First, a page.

Quest for Power eq: Why would a nation or individual want to colonize? How was economic, political, and social/ religious life in the colonies different than life in England? Enduring Understandings

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1. Explain the motives why England explored and colonized the New World.

2. Analyze how exploration benefited a country economically and led to colonization.


Part Two Using the information from pages 40 to 45 of your textbook, identify causes and effects of European exploration in the chart below.

Causes of European Exploration

Effects of European Exploration


Part Three: Read the Expert Information on the next page and highlight key information to match the Learning Target. Then complete the chart to identify the motives for colonization.

Expert Information: Reasons for Colonization – Push/Pull Motives

Once the British established claims in the New World it was necessary to attract settlers. There are four factors that pushed people out of England and pulled them to the New World. These are religious, economic, political and social factors.

Religious Motives

Although citizens in England were required to follow the state religion, the Anglican Church or the Church of England, not everyone in England agreed with the teachings and practices of the Anglican Church. The Pilgrims or Separatists disagreed with the teaching of the Church of England and wanted a totally new religion. These groups were severely persecuted by the King for their beliefs and were denied jobs, sent to prison, and not allowed to practice their religion. As a result, these groups left England to settle in the New World where they could practice their religious beliefs away from the control of the King. Other groups such as the Catholics, Puritans, and the Quakers also left for similar reasons. Catholics were persecuted for practicing their religious beliefs, Puritans felt the Anglican Church was too rigid and ceremonial and wanted to ‘purify” it and the Quakers believed in equality for everyone and were also persecuted for their beliefs. These religious motives allowed the King to rid England of religious conflict and the religious groups to freely practice their beliefs in the New World.

Economic Motives

The King also had economic interests in colonizing the new lands. During the 16th-18th centuries, England’s economy was based on the economic theory of mercantilism. According to this theory, a country’s wealth was dependent on the amount of gold or silver in the treasury. England saw the colonies as a source of profit. The colonies would sell raw materials to England cheaply and then buy England’s manufactured goods at higher prices. Mercantilism meant that the colonies were to support England’s economy and they were restricted to trade only with the Mother Country. Huge profits were made in the New World colonies and England became rich and strong as a result.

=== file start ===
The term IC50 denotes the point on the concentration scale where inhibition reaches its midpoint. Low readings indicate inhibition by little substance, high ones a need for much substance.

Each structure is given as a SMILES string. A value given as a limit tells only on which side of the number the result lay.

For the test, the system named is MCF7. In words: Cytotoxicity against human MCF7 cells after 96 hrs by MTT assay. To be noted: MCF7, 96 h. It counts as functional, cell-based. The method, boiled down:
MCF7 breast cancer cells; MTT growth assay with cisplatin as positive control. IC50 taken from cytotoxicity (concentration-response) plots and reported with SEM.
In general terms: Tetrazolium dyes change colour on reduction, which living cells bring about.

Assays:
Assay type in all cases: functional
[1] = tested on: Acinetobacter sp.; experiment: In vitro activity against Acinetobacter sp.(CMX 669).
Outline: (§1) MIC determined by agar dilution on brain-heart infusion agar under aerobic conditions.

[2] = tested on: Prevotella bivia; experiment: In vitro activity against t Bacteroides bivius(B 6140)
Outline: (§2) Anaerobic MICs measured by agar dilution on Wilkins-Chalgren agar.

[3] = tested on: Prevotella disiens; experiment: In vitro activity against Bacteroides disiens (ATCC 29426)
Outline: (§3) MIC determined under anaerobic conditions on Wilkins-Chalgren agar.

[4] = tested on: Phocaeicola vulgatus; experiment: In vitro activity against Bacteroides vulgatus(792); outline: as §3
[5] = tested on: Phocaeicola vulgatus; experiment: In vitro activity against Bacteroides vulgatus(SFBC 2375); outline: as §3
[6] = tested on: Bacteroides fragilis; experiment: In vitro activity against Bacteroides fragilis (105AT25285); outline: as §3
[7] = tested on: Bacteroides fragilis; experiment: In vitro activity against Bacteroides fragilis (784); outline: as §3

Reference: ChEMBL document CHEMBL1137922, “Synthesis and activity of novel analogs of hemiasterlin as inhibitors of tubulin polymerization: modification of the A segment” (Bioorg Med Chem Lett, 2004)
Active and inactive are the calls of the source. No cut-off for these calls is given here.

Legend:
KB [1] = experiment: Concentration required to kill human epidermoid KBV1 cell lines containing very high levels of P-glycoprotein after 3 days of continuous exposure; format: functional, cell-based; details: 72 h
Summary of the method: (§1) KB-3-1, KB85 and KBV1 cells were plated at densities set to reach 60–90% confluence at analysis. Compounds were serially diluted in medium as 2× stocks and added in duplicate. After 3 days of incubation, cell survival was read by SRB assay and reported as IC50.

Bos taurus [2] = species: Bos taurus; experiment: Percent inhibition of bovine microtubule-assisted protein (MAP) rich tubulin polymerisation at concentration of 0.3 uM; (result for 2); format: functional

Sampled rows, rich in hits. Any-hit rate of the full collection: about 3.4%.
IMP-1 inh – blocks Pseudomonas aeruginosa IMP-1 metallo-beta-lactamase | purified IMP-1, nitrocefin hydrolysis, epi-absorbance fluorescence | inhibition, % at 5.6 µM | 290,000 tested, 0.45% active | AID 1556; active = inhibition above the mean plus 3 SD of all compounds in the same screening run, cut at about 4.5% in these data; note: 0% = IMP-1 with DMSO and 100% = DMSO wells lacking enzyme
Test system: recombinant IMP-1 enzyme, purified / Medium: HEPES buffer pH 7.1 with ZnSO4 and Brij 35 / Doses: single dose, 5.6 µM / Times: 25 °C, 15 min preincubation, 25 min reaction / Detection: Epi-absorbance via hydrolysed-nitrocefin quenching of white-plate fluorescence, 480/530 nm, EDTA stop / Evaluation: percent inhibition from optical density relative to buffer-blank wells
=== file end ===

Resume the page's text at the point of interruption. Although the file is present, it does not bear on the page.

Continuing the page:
The desire to own land was the major economic factor for individuals to move to the New World and settle. There were little or no opportunities for a large portion of society to own land in England. In order to reach the colonies, some people signed a contract making themselves indentured servants (person who signed a contract to work for a certain length of time, 5-7 years, in exchange for passage to the colonies). By going to the New World many individuals could possibly be able to own land for the first time.

Political Motives

Even though England had a Parliament, many kings in England ruled as absolute monarchs. Most of the decisions were made by the king or members of the government (Parliament), who were directly under the control of the king. The decisions that they made benefited the government, not the people. The king was willing to send citizens to settle new land because it was believed that the land would be an extension of the king’s domain. The citizens would follow English law and rule of the king. Because many Englishmen had no say in government they saw the New World as a place where they could be more involved in government. Many Englishmen, guided by their religious ideas of virtue, dreamed of greater political freedom through self-government – governments established for the greater good of the people. Being so far away from the king allowed for the growth of self-government through local control of the decision making process when it came to rules and laws. This was the beginning of representative government in America.

Social Motives

In England, there was a rigid class structure and as a result a large portion of the population had few opportunities to improve their place in society. Many individuals who were middle and lower class people dreamed of making a better life for themselves in the New World. Unemployed farmers saw an opportunity to own land in America, something they would never have been able to do in England. The King saw colonization as a safety valve, a dumping ground for the excess population (which was draining England’s resources) and a place to send the debtors who were crowding the prisons. The New World became the place to start a new life, a life where no one cared about your family background, or if you had name recognition. The New World gave people opportunities to climb the social ladder based on hard work.

Motives for Colonization

  • Religious Pull

  • Economic Pull

  • Political Pull

  • Social Pull

  • Religious Push

  • Economic Push

  • Political Push

  • Social Push








Answer the following questions.

1. Explain why England explored and colonized the New World.

2. Explain the reason different groups wanted to settle the New World.

Updated 6/24/2010

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